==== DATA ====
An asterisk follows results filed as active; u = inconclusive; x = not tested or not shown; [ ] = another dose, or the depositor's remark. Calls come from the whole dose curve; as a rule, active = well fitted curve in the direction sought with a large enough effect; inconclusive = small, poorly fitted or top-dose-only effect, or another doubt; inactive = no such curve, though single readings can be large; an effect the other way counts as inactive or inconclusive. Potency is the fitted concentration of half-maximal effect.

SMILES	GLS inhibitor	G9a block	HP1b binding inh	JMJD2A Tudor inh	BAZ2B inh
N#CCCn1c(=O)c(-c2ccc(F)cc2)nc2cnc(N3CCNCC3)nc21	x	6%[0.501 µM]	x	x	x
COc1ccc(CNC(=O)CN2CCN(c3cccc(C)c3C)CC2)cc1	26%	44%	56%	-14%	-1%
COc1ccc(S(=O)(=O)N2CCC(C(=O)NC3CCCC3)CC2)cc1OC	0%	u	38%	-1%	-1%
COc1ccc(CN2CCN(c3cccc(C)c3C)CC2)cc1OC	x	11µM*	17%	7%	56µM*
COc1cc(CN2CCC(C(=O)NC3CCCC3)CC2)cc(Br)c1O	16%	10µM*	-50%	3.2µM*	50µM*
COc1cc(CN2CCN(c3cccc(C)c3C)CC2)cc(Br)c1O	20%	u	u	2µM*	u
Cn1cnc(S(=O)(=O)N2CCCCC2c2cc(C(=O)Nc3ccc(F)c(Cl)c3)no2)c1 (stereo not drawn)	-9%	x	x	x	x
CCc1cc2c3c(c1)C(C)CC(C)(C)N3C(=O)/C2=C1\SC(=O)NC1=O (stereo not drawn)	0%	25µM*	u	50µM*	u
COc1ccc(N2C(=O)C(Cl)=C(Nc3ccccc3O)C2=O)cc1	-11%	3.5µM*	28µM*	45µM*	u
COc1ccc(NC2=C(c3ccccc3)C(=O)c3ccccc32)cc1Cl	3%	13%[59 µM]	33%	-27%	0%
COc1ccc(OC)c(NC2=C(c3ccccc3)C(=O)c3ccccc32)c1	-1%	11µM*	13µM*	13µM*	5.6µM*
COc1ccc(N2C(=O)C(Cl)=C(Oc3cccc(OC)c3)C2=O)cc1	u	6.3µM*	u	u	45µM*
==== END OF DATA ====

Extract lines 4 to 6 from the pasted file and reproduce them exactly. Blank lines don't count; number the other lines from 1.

COc1ccc(CNC(=O)CN2CCN(c3cccc(C)c3C)CC2)cc1	26%	44%	56%	-14%	-1%
COc1ccc(S(=O)(=O)N2CCC(C(=O)NC3CCCC3)CC2)cc1OC	0%	u	38%	-1%	-1%
COc1ccc(CN2CCN(c3cccc(C)c3C)CC2)cc1OC	x	11µM*	17%	7%	56µM*